A CHARITY which looked after the needs of hundreds of people with hearing difficulties went under after a fall-out with benefit bosses, it has emerged.

East Lancashire Deaf Society (ELDS), in Heaton Street, Blackburn, was placed into administration last month, forcing 76 staff out of work.

But the Telegraph can now reveal the beginning of the end for the 142-year-old charity came when the Department of Work and Pensions (DWP) is said to have withheld payments due to one of their offshoots, Signs Communication NW, under their Access to Work scheme last November.

Administrators have put the outstanding figure at £286,521 after examining ELDS’ own accounting systems. But directors, who include former Royal National Institute for the Deaf chairman Doug Alker, say the accounts were not up-to-date and the total is closer to £400,000.

Loans of £975,000 plus are owed to the Charity Bank Ltd and £567,488 is held as a fixed charge over their Kings Court offices by Christopher Holgate, a former Barnfield director.

If the building is eventually sold then one or both of the parties may benefit. Their offices in Heaton Street, and Burnley’s Keirby Walk and Cannon Street, in Preston, were leasehold.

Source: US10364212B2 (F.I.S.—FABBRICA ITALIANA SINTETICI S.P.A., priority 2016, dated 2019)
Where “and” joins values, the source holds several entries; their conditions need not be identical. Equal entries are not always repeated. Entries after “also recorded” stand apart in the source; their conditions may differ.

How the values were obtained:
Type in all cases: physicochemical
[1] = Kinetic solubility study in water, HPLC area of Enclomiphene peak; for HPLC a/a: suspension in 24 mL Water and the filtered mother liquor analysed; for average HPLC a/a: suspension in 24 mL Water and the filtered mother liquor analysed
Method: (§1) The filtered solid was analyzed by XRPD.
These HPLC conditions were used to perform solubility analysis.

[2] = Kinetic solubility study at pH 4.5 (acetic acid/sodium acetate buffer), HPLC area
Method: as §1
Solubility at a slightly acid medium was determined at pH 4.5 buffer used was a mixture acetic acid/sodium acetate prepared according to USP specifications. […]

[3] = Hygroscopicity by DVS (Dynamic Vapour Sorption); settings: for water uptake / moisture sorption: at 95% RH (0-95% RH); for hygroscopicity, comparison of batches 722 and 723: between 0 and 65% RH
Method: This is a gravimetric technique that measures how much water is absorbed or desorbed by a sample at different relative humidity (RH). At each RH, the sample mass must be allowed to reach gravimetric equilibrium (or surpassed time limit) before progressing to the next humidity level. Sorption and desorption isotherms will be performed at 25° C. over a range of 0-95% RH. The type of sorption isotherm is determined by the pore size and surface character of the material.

But staff have been informed any outstanding wages, holiday pay or pension contributions, said to total £71,563 between them, are not expected to be recovered.

Joint administrator Megan Singleton, in a report just filed with Companies House, said the company fell into arrears when the DWP withheld funds last November.

“As such, the company was unable to pay expenses such as staff salaries,” she added.

ELDS directors sought advice from the Charity Bank (CBL) and an initial approach was made to administrators Leonard Curtis.

In the interim, a £100,000 loan was secured from CBL but arrears built up and the administrators were called in again.

An unsuccessful effort was made to market ELDS and related services, like interpreting firm Sign Communications NW, Sound Solutions, Kings Nursery and the Parthenon Greek restaurant before the insolvency was finalised.

The administrators have stressed Kings Court, which has 16 tenants, has continued to trade during the insolvency process.

A DWP spokesman confirmed their Access to Work contract was with Sign Communications NW.

She added: “The support for ELDS staff was delivered by Signs Communications North West and we are currently reviewing that relationship.”